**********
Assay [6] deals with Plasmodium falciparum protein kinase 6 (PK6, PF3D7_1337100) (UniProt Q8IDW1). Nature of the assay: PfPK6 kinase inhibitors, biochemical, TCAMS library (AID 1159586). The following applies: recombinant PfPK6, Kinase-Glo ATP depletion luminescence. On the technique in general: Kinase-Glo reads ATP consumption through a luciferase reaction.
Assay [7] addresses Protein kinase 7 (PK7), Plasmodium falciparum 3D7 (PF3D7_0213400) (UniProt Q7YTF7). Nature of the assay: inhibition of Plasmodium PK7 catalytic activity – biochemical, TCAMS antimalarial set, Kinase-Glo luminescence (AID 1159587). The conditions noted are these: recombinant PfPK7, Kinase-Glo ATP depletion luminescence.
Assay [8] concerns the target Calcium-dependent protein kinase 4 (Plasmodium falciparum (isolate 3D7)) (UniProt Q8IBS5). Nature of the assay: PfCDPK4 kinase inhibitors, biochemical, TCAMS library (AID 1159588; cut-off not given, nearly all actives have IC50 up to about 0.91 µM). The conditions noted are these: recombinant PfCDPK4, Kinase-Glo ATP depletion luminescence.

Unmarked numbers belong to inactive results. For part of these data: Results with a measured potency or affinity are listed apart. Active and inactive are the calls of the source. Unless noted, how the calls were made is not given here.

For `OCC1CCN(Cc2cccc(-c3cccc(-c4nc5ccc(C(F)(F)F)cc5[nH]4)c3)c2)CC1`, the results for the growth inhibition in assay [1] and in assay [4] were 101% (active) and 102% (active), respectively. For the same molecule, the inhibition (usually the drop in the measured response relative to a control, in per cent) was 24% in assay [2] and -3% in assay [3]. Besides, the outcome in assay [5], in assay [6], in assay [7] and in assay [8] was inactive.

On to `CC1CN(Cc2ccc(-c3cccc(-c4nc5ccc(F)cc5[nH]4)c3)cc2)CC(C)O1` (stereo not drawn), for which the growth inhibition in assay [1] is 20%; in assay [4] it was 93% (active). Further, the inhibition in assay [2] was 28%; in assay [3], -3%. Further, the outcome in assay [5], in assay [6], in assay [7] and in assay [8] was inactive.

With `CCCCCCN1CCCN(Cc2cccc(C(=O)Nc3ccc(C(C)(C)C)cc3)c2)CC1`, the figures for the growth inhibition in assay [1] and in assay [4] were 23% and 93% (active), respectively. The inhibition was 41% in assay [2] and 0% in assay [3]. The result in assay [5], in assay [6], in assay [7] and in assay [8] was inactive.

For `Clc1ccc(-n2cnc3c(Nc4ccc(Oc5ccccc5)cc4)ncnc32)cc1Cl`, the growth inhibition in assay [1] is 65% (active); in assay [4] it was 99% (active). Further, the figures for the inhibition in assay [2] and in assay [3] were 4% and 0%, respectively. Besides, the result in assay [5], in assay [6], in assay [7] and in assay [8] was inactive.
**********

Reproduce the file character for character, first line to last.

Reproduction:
Assay [6] deals with Plasmodium falciparum protein kinase 6 (PK6, PF3D7_1337100) (UniProt Q8IDW1). Nature of the assay: PfPK6 kinase inhibitors, biochemical, TCAMS library (AID 1159586). The following applies: recombinant PfPK6, Kinase-Glo ATP depletion luminescence. On the technique in general: Kinase-Glo reads ATP consumption through a luciferase reaction.
Assay [7] addresses Protein kinase 7 (PK7), Plasmodium falciparum 3D7 (PF3D7_0213400) (UniProt Q7YTF7). Nature of the assay: inhibition of Plasmodium PK7 catalytic activity – biochemical, TCAMS antimalarial set, Kinase-Glo luminescence (AID 1159587). The conditions noted are these: recombinant PfPK7, Kinase-Glo ATP depletion luminescence.
Assay [8] concerns the target Calcium-dependent protein kinase 4 (Plasmodium falciparum (isolate 3D7)) (UniProt Q8IBS5). Nature of the assay: PfCDPK4 kinase inhibitors, biochemical, TCAMS library (AID 1159588; cut-off not given, nearly all actives have IC50 up to about 0.91 µM). The conditions noted are these: recombinant PfCDPK4, Kinase-Glo ATP depletion luminescence.

Unmarked numbers belong to inactive results. For part of these data: Results with a measured potency or affinity are listed apart. Active and inactive are the calls of the source. Unless noted, how the calls were made is not given here.

For `OCC1CCN(Cc2cccc(-c3cccc(-c4nc5ccc(C(F)(F)F)cc5[nH]4)c3)c2)CC1`, the results for the growth inhibition in assay [1] and in assay [4] were 101% (active) and 102% (active), respectively. For the same molecule, the inhibition (usually the drop in the measured response relative to a control, in per cent) was 24% in assay [2] and -3% in assay [3]. Besides, the outcome in assay [5], in assay [6], in assay [7] and in assay [8] was inactive.

On to `CC1CN(Cc2ccc(-c3cccc(-c4nc5ccc(F)cc5[nH]4)c3)cc2)CC(C)O1` (stereo not drawn), for which the growth inhibition in assay [1] is 20%; in assay [4] it was 93% (active). Further, the inhibition in assay [2] was 28%; in assay [3], -3%. Further, the outcome in assay [5], in assay [6], in assay [7] and in assay [8] was inactive.

With `CCCCCCN1CCCN(Cc2cccc(C(=O)Nc3ccc(C(C)(C)C)cc3)c2)CC1`, the figures for the growth inhibition in assay [1] and in assay [4] were 23% and 93% (active), respectively. The inhibition was 41% in assay [2] and 0% in assay [3]. The result in assay [5], in assay [6], in assay [7] and in assay [8] was inactive.

For `Clc1ccc(-n2cnc3c(Nc4ccc(Oc5ccccc5)cc4)ncnc32)cc1Cl`, the growth inhibition in assay [1] is 65% (active); in assay [4] it was 99% (active). Further, the figures for the inhibition in assay [2] and in assay [3] were 4% and 0%, respectively. Besides, the result in assay [5], in assay [6], in assay [7] and in assay [8] was inactive.